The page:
• Ronnie Shalev, MD

Understanding Your Medical Bill



Nothing creates more anxiety than getting a medical bill in the mail. Medical bills are notoriously difficult to make sense of and to understand.


If you only received a summary bill, do not blindly pay it. You should verify the bill is coming from a legitimate source and request an itemized bill from the hospital or medical professional . This ensures that you know exactly what you’re being charged for. You will also need a detailed EOB (explanation of benefits) from your insurance provider in order to get the full picture of charges and payments.


In this blog series, I will break down what each term means and in next week’s blog I will help you check for common errors in your medical bill.


What do these mean?


Member Information: This shows the health insurance member’s full name and ID number.


Provider Name: The name of the hospital, physicians’ office, or healthcare professional you visited during your appointment.


Date of service: The date you received the medical services, procedures, or supplies.


Deductible: is a specified amount of money that you are required to pay before the insurance company will pay the claim.


Copayments: A fixed amount you pay for a covered health care service after you've paid your deductible


Numbers, Numbers, Numbers, Oh My!


These identifiers look like a bunch letters and numbers and might resemble some secret code out of a spy movie, but they serve a purpose, are used often, and should be understood.


Patient Account Number: This is the unique identification number used by your healthcare provider to track your account.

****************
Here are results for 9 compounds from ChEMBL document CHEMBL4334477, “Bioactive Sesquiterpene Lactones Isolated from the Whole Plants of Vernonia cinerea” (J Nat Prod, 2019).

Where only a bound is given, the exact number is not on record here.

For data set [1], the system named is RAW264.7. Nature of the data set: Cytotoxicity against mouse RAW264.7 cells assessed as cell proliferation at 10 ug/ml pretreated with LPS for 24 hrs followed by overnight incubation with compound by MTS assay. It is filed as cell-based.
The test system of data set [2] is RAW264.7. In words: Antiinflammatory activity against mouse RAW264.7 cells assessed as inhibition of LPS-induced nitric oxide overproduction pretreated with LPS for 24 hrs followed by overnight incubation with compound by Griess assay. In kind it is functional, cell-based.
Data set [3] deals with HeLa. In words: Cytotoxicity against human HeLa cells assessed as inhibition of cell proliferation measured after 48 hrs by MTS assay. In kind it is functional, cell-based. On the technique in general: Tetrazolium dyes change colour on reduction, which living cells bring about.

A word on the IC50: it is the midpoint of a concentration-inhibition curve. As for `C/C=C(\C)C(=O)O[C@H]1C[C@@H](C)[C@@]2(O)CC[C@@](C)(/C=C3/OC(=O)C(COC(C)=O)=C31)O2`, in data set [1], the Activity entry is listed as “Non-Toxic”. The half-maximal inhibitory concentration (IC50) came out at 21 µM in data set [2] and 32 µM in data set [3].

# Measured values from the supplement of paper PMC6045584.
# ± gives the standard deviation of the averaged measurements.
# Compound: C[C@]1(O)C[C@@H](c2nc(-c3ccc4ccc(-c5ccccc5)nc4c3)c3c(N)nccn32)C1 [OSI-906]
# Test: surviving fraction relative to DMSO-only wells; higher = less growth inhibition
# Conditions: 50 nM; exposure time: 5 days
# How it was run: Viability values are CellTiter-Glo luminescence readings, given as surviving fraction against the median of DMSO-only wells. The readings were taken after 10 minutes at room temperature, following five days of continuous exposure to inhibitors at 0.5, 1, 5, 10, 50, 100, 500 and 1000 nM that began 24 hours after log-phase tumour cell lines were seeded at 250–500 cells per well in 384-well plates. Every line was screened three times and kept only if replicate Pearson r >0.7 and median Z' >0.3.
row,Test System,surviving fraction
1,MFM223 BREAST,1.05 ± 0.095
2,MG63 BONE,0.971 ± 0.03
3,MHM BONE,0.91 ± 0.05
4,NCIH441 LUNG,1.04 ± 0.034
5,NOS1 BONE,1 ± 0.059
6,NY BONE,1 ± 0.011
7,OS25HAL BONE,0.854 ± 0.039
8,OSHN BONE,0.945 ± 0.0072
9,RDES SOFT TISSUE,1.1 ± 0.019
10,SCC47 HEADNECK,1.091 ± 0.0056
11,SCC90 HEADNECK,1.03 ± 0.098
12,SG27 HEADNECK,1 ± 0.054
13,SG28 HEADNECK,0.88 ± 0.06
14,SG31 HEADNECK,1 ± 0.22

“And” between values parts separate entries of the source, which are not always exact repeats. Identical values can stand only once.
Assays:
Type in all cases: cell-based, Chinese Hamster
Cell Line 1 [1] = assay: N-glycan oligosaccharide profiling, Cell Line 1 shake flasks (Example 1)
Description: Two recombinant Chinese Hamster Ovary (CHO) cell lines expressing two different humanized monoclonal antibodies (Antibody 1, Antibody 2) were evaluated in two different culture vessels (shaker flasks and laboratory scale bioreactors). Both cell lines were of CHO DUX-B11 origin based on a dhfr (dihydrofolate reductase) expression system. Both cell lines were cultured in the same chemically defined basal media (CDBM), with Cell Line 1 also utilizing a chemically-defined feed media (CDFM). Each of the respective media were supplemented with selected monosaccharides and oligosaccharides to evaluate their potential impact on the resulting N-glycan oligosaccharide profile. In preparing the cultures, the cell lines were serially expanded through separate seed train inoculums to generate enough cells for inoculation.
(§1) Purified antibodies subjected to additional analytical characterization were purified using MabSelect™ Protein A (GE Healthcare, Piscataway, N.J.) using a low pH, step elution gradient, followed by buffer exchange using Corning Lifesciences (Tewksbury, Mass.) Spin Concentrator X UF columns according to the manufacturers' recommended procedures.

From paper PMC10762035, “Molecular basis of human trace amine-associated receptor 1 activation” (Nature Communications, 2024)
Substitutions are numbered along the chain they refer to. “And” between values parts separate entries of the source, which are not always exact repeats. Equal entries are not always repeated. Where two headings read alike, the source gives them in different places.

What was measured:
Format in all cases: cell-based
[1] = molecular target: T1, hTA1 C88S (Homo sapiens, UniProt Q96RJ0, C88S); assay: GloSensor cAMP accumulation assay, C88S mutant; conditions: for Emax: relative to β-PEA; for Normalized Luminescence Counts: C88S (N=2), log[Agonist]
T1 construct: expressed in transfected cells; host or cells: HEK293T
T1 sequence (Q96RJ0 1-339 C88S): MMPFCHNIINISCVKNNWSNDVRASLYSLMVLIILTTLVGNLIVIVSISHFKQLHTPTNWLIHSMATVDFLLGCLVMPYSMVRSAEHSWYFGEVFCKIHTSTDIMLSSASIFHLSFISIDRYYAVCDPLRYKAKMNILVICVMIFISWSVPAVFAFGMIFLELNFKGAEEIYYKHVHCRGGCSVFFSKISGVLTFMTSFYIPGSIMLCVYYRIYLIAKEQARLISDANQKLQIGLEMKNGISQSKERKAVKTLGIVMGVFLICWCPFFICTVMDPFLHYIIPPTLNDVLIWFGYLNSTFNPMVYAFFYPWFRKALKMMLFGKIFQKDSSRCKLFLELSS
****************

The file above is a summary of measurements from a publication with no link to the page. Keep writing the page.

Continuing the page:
Claim Number: This unique identification number is used by your insurance provider to track your account.


Service Code: This identifies the specific services, procedures, or supplies you received from a healthcare provider.


Bill Breakdown


Total Amount: This dollar amount shows the full cost of the procedures or services.


Not Covered: This is the amount your health insurance does not cover. This is where an EOB (explanation of benefits) is helpful. You can figure out why something was not covered. More on this topic next week...


Reason Code Description: This code provides the reason(s) why your insurer did not cover a charge.


Covered by Plan: This is the total amount your health insurance provider has saved you by having negotiated rates.


Deductibles and Copayments: These are adjustments added based on the deductible and copay features of your insurance plan.


Total Net Payment: This includes the full dollar amount your insurance company has paid to your healthcare provider.


Total Patient Responsibility: This is the total amount YOU owe your healthcare provider.


Checks Issued: This section gives you a detailed record of the payment transactions from your insurer to your healthcare provider. These lists generally contain the payee’s name, check number, and check amount, for tracking purposes.


Now that you can understand the medical bill terminology better, you will be more equipped to spot errors. In next week's blog I will cover how to spot an error in your medical bills.


Don't worry, MediBookr can also help. By logging into your app, you will automatically know how much of your deductible has been met. Our advocacy team can also shed light on covered procedures, pricing information, strategies for healthcare savings, medical bill review, and more! Go to www.medibookr.com


-Dr. Ronnie Shalev is the Chief Medical Officer at MediBookr and is a Board Certified Emergency Medicine physician.

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